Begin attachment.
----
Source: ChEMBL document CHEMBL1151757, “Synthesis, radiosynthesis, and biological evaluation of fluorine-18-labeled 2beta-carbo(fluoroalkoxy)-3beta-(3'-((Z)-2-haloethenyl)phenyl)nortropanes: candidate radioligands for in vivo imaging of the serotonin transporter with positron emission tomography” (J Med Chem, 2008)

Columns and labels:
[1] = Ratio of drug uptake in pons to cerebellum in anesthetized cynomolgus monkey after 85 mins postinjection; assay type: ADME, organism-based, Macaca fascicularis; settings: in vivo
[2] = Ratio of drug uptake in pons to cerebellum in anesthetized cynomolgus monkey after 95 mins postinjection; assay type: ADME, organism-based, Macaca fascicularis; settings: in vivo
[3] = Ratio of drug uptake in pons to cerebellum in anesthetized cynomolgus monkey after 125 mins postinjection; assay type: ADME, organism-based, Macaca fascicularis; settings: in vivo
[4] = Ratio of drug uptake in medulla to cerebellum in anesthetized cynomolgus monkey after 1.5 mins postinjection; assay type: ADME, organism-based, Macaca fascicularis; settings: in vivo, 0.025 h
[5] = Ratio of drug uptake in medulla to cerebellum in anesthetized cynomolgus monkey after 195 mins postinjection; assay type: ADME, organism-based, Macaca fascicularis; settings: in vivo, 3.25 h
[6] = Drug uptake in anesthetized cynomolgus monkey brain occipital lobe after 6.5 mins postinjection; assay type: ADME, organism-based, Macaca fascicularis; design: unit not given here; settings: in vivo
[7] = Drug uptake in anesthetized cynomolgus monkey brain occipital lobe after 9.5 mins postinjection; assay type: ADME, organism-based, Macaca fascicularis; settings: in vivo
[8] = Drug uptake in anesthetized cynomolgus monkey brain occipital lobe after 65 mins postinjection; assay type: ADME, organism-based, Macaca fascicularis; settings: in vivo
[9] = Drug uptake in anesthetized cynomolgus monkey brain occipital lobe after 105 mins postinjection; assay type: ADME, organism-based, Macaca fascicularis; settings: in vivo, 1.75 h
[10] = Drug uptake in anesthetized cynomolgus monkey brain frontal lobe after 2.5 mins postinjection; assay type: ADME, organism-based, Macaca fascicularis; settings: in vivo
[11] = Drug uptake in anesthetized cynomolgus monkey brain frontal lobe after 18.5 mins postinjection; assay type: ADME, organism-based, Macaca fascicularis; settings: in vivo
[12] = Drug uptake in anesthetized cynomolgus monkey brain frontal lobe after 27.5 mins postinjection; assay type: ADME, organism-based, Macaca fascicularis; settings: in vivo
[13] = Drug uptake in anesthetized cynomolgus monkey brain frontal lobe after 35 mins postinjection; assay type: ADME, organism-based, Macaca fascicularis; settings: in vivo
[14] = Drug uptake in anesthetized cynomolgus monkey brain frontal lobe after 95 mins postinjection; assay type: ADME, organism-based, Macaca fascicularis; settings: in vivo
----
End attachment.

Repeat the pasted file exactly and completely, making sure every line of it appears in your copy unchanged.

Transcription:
Source: ChEMBL document CHEMBL1151757, “Synthesis, radiosynthesis, and biological evaluation of fluorine-18-labeled 2beta-carbo(fluoroalkoxy)-3beta-(3'-((Z)-2-haloethenyl)phenyl)nortropanes: candidate radioligands for in vivo imaging of the serotonin transporter with positron emission tomography” (J Med Chem, 2008)

Columns and labels:
[1] = Ratio of drug uptake in pons to cerebellum in anesthetized cynomolgus monkey after 85 mins postinjection; assay type: ADME, organism-based, Macaca fascicularis; settings: in vivo
[2] = Ratio of drug uptake in pons to cerebellum in anesthetized cynomolgus monkey after 95 mins postinjection; assay type: ADME, organism-based, Macaca fascicularis; settings: in vivo
[3] = Ratio of drug uptake in pons to cerebellum in anesthetized cynomolgus monkey after 125 mins postinjection; assay type: ADME, organism-based, Macaca fascicularis; settings: in vivo
[4] = Ratio of drug uptake in medulla to cerebellum in anesthetized cynomolgus monkey after 1.5 mins postinjection; assay type: ADME, organism-based, Macaca fascicularis; settings: in vivo, 0.025 h
[5] = Ratio of drug uptake in medulla to cerebellum in anesthetized cynomolgus monkey after 195 mins postinjection; assay type: ADME, organism-based, Macaca fascicularis; settings: in vivo, 3.25 h
[6] = Drug uptake in anesthetized cynomolgus monkey brain occipital lobe after 6.5 mins postinjection; assay type: ADME, organism-based, Macaca fascicularis; design: unit not given here; settings: in vivo
[7] = Drug uptake in anesthetized cynomolgus monkey brain occipital lobe after 9.5 mins postinjection; assay type: ADME, organism-based, Macaca fascicularis; settings: in vivo
[8] = Drug uptake in anesthetized cynomolgus monkey brain occipital lobe after 65 mins postinjection; assay type: ADME, organism-based, Macaca fascicularis; settings: in vivo
[9] = Drug uptake in anesthetized cynomolgus monkey brain occipital lobe after 105 mins postinjection; assay type: ADME, organism-based, Macaca fascicularis; settings: in vivo, 1.75 h
[10] = Drug uptake in anesthetized cynomolgus monkey brain frontal lobe after 2.5 mins postinjection; assay type: ADME, organism-based, Macaca fascicularis; settings: in vivo
[11] = Drug uptake in anesthetized cynomolgus monkey brain frontal lobe after 18.5 mins postinjection; assay type: ADME, organism-based, Macaca fascicularis; settings: in vivo
[12] = Drug uptake in anesthetized cynomolgus monkey brain frontal lobe after 27.5 mins postinjection; assay type: ADME, organism-based, Macaca fascicularis; settings: in vivo
[13] = Drug uptake in anesthetized cynomolgus monkey brain frontal lobe after 35 mins postinjection; assay type: ADME, organism-based, Macaca fascicularis; settings: in vivo
[14] = Drug uptake in anesthetized cynomolgus monkey brain frontal lobe after 95 mins postinjection; assay type: ADME, organism-based, Macaca fascicularis; settings: in vivo